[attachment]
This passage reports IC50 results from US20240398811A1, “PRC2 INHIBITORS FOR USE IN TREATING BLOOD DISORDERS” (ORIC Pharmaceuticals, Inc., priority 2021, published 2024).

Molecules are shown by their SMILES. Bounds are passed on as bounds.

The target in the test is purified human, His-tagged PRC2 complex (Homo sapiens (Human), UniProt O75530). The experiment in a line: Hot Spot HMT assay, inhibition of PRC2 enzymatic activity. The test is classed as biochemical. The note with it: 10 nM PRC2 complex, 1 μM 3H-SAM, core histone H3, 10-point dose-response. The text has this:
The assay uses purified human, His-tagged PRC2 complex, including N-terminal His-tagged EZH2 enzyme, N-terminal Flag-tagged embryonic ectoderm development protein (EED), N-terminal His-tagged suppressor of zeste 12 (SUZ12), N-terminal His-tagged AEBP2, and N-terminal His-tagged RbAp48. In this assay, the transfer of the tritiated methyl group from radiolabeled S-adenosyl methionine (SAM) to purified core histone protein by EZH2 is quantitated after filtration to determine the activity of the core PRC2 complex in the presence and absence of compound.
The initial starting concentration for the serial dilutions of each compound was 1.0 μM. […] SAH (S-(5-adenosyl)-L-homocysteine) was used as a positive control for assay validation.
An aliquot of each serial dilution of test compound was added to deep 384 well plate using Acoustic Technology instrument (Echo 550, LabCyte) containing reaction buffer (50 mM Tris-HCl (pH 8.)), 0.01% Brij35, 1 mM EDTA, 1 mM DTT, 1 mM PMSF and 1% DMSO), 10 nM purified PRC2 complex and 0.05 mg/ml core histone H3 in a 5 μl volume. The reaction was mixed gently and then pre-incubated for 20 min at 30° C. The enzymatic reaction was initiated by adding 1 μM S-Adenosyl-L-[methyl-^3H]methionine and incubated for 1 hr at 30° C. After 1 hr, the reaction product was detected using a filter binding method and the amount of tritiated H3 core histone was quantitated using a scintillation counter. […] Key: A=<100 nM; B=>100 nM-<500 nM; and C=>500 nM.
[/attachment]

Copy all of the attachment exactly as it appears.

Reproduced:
This passage reports IC50 results from US20240398811A1, “PRC2 INHIBITORS FOR USE IN TREATING BLOOD DISORDERS” (ORIC Pharmaceuticals, Inc., priority 2021, published 2024).

Molecules are shown by their SMILES. Bounds are passed on as bounds.

The target in the test is purified human, His-tagged PRC2 complex (Homo sapiens (Human), UniProt O75530). The experiment in a line: Hot Spot HMT assay, inhibition of PRC2 enzymatic activity. The test is classed as biochemical. The note with it: 10 nM PRC2 complex, 1 μM 3H-SAM, core histone H3, 10-point dose-response. The text has this:
The assay uses purified human, His-tagged PRC2 complex, including N-terminal His-tagged EZH2 enzyme, N-terminal Flag-tagged embryonic ectoderm development protein (EED), N-terminal His-tagged suppressor of zeste 12 (SUZ12), N-terminal His-tagged AEBP2, and N-terminal His-tagged RbAp48. In this assay, the transfer of the tritiated methyl group from radiolabeled S-adenosyl methionine (SAM) to purified core histone protein by EZH2 is quantitated after filtration to determine the activity of the core PRC2 complex in the presence and absence of compound.
The initial starting concentration for the serial dilutions of each compound was 1.0 μM. […] SAH (S-(5-adenosyl)-L-homocysteine) was used as a positive control for assay validation.
An aliquot of each serial dilution of test compound was added to deep 384 well plate using Acoustic Technology instrument (Echo 550, LabCyte) containing reaction buffer (50 mM Tris-HCl (pH 8.)), 0.01% Brij35, 1 mM EDTA, 1 mM DTT, 1 mM PMSF and 1% DMSO), 10 nM purified PRC2 complex and 0.05 mg/ml core histone H3 in a 5 μl volume. The reaction was mixed gently and then pre-incubated for 20 min at 30° C. The enzymatic reaction was initiated by adding 1 μM S-Adenosyl-L-[methyl-^3H]methionine and incubated for 1 hr at 30° C. After 1 hr, the reaction product was detected using a filter binding method and the amount of tritiated H3 core histone was quantitated using a scintillation counter. […] Key: A=<100 nM; B=>100 nM-<500 nM; and C=>500 nM.